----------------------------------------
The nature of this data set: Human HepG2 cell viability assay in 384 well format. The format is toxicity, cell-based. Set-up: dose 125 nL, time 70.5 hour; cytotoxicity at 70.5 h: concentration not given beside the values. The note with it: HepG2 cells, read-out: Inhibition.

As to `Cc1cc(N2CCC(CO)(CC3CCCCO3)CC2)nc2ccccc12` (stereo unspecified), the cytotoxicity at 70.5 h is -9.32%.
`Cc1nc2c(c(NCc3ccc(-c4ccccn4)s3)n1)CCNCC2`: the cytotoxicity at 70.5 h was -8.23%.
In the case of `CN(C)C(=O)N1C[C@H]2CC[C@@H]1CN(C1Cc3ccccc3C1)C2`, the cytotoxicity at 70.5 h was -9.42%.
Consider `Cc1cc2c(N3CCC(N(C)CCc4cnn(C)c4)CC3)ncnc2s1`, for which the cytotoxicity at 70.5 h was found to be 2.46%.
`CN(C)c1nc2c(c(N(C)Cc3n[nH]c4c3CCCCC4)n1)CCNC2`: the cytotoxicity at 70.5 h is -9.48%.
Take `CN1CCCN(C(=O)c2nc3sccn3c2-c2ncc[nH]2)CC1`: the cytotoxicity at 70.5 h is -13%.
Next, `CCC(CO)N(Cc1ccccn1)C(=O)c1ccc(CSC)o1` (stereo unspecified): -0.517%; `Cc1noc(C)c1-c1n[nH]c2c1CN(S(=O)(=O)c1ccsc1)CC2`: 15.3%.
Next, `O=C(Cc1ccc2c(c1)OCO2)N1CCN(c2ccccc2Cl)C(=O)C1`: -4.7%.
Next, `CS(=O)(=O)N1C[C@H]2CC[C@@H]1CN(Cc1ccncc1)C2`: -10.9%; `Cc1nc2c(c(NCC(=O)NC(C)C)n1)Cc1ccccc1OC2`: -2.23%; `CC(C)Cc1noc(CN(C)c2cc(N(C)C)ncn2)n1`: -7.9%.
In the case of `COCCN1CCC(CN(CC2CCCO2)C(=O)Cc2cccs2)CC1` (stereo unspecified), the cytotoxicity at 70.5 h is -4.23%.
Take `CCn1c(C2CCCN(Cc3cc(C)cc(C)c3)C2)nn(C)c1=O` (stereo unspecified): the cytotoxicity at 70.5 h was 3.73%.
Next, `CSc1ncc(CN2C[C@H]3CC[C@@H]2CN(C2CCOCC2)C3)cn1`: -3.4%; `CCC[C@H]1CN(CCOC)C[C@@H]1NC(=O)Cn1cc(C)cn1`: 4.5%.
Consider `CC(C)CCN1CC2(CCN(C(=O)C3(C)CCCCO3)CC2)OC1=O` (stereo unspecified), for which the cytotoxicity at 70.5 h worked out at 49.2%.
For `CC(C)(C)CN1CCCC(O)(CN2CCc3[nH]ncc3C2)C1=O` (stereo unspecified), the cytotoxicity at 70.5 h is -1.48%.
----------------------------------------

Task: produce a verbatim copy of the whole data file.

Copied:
The nature of this data set: Human HepG2 cell viability assay in 384 well format. The format is toxicity, cell-based. Set-up: dose 125 nL, time 70.5 hour; cytotoxicity at 70.5 h: concentration not given beside the values. The note with it: HepG2 cells, read-out: Inhibition.

As to `Cc1cc(N2CCC(CO)(CC3CCCCO3)CC2)nc2ccccc12` (stereo unspecified), the cytotoxicity at 70.5 h is -9.32%.
`Cc1nc2c(c(NCc3ccc(-c4ccccn4)s3)n1)CCNCC2`: the cytotoxicity at 70.5 h was -8.23%.
In the case of `CN(C)C(=O)N1C[C@H]2CC[C@@H]1CN(C1Cc3ccccc3C1)C2`, the cytotoxicity at 70.5 h was -9.42%.
Consider `Cc1cc2c(N3CCC(N(C)CCc4cnn(C)c4)CC3)ncnc2s1`, for which the cytotoxicity at 70.5 h was found to be 2.46%.
`CN(C)c1nc2c(c(N(C)Cc3n[nH]c4c3CCCCC4)n1)CCNC2`: the cytotoxicity at 70.5 h is -9.48%.
Take `CN1CCCN(C(=O)c2nc3sccn3c2-c2ncc[nH]2)CC1`: the cytotoxicity at 70.5 h is -13%.
Next, `CCC(CO)N(Cc1ccccn1)C(=O)c1ccc(CSC)o1` (stereo unspecified): -0.517%; `Cc1noc(C)c1-c1n[nH]c2c1CN(S(=O)(=O)c1ccsc1)CC2`: 15.3%.
Next, `O=C(Cc1ccc2c(c1)OCO2)N1CCN(c2ccccc2Cl)C(=O)C1`: -4.7%.
Next, `CS(=O)(=O)N1C[C@H]2CC[C@@H]1CN(Cc1ccncc1)C2`: -10.9%; `Cc1nc2c(c(NCC(=O)NC(C)C)n1)Cc1ccccc1OC2`: -2.23%; `CC(C)Cc1noc(CN(C)c2cc(N(C)C)ncn2)n1`: -7.9%.
In the case of `COCCN1CCC(CN(CC2CCCO2)C(=O)Cc2cccs2)CC1` (stereo unspecified), the cytotoxicity at 70.5 h is -4.23%.
Take `CCn1c(C2CCCN(Cc3cc(C)cc(C)c3)C2)nn(C)c1=O` (stereo unspecified): the cytotoxicity at 70.5 h was 3.73%.
Next, `CSc1ncc(CN2C[C@H]3CC[C@@H]2CN(C2CCOCC2)C3)cn1`: -3.4%; `CCC[C@H]1CN(CCOC)C[C@@H]1NC(=O)Cn1cc(C)cn1`: 4.5%.
Consider `CC(C)CCN1CC2(CCN(C(=O)C3(C)CCCCO3)CC2)OC1=O` (stereo unspecified), for which the cytotoxicity at 70.5 h worked out at 49.2%.
For `CC(C)(C)CN1CCCC(O)(CN2CCc3[nH]ncc3C2)C1=O` (stereo unspecified), the cytotoxicity at 70.5 h is -1.48%.